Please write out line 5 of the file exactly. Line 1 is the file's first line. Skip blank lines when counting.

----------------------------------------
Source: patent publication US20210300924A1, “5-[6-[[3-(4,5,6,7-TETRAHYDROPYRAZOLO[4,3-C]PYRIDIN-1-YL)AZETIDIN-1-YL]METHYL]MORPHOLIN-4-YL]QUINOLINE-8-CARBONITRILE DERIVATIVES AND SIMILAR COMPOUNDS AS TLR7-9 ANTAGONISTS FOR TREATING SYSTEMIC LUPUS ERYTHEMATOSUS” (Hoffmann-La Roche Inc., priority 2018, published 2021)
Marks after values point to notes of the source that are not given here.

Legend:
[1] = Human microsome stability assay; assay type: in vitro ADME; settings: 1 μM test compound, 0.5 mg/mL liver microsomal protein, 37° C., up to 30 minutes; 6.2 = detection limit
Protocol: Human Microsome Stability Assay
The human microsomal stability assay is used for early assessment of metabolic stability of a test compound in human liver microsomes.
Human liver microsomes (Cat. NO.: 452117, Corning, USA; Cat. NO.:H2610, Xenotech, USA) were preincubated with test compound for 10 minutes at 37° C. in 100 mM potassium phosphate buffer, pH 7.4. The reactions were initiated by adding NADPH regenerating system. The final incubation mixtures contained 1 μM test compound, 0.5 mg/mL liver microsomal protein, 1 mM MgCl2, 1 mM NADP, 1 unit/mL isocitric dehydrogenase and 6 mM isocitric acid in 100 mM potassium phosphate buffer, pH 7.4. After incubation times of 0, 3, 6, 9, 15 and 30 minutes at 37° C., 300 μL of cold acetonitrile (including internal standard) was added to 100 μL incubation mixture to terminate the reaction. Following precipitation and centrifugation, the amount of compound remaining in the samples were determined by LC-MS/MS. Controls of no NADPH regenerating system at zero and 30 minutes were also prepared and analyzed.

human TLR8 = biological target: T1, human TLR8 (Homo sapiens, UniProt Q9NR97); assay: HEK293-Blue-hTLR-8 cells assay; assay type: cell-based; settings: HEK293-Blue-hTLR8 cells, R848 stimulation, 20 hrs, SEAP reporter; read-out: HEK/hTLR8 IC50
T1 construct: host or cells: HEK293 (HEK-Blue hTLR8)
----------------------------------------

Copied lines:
Protocol: Human Microsome Stability Assay